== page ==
Taking chances

I tried out a new telephoto lens (Tamron 150-600 mm) at the Alan Murphy bird photography workshop in Alamo, Texas, and was very pleased with the results.  It’s extremely sharp, even at full 600 mm extension, especially when the camera-lens setup is secured on a tripod.  However, when zoomed all the way out, there is not much area in the frame, and it’s more likely that parts or all of the subjects will be missing from the image.  But I took a chance that at least some of the images might capture the action, and indeed there were a few notable ones.

great kiskadee-confrontations-

Here’s the shot I captured with the new Tamron lens at 600 mm of two Great Kiskadees jockeying for position on the stump feeder.  This was an almost full frame image (very little crop), meaning I could crop more tightly and still get good resolution.

kiskadee-face-off-

Here’s the shot I took the day before (a little cloudier morning) with the Canon 100-400 L lens at 400 mm. This image was cropped quite a lot and is much fuzzier at 100% viewing than the one from the Tamron lens.

I certainly learned a lot over the course of the three days that we photographed these birds in action, and one thing that will stick with me is to take chances by zooming all the way in to get really good close-up images.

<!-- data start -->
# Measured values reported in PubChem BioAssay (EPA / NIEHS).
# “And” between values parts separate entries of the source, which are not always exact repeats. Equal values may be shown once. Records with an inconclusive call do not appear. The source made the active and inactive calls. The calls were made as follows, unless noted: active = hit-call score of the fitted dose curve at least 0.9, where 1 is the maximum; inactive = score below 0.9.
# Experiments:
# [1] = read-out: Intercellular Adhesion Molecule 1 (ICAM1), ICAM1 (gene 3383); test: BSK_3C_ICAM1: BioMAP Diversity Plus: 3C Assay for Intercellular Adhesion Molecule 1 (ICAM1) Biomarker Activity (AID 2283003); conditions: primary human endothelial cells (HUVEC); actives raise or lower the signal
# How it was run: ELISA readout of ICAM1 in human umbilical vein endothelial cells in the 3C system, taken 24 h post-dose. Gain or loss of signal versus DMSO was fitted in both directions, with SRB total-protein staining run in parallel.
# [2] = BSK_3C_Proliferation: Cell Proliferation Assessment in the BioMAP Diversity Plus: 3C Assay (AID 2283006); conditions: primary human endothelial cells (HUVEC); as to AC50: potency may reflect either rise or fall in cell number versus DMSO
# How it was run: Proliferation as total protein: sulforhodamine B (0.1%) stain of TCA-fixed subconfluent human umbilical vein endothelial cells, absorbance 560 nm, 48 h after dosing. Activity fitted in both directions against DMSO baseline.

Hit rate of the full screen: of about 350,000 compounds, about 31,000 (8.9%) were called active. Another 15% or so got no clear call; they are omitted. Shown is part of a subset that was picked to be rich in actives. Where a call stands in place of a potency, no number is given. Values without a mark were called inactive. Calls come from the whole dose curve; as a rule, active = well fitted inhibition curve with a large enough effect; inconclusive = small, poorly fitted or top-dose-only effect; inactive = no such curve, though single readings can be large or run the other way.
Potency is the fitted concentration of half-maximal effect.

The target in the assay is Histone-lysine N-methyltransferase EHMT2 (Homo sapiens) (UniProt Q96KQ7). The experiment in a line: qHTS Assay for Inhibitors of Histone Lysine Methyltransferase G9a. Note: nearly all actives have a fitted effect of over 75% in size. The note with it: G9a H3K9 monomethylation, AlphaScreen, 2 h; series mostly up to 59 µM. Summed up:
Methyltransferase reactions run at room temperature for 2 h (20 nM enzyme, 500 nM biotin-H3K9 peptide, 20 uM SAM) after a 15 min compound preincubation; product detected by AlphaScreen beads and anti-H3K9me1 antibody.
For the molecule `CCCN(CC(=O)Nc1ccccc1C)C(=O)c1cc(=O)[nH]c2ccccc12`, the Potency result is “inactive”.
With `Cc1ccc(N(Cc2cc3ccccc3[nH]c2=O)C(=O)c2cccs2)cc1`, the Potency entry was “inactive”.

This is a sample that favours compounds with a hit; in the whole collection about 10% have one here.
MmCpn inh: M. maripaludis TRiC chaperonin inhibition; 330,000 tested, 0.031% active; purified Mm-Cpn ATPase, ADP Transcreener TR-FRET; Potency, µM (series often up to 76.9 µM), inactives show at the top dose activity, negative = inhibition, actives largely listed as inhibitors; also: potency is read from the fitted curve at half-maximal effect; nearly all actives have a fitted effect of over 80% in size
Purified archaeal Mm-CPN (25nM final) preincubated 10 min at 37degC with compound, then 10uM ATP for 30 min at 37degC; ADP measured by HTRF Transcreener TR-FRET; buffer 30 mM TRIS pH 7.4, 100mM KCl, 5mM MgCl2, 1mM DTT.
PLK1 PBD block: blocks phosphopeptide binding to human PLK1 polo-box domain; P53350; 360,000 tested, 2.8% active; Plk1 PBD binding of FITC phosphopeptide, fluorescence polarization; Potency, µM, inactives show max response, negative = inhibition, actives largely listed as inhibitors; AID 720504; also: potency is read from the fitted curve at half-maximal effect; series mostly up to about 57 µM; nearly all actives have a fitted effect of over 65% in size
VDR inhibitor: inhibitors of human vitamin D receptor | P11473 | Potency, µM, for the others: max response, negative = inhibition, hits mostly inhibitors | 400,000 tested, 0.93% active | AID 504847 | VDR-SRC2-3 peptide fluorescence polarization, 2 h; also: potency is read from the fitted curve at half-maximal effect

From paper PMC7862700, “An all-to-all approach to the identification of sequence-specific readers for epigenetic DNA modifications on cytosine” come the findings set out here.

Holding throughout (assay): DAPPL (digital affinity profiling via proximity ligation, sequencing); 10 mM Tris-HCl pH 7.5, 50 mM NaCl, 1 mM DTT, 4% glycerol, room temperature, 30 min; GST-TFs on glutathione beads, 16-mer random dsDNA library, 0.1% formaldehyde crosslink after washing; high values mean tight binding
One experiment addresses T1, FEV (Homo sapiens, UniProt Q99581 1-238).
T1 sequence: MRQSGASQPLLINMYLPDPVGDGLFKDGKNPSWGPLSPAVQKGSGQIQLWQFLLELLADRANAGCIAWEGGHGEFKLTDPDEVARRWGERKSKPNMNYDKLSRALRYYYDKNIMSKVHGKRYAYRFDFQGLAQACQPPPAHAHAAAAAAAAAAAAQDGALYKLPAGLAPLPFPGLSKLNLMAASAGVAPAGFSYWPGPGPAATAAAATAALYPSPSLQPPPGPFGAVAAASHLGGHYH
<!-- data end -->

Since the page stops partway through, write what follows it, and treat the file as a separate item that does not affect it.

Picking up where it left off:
4 thoughts on “Taking chances

  1. More wonderful images, Sue–I love them both. Were you shooting with the original version of the Tamron lens. which is the one that I use for a lot of my shooting, or the newer G2 version? I love having the extra reach that the lens provides, though it is a challenge to get it to focus sometimes when light is limited and the largest aperture available is f/6.3. I checked out the website for Alan Murphy and noted that his workshops are really popular and are run in some really cool locations.

    • It’s the original, not the G2. Getting enough light is definitely a problem, but another thing I learned from Alan was to stop worrying about high ISO and concentrate on getting a fast enough shutter speed to stop wing action. My Canon 7D can actually produce great images even at 3200 ISO. The first image above was shot at 1/4000 sec, f7.1, and ISO of 4000. Amazingly, there was very little noise in the background, and I removed it using the masking feature of Lightroom.

      I think you would love Alan’s workshops. It opens up a whole new dimension of bird photography.

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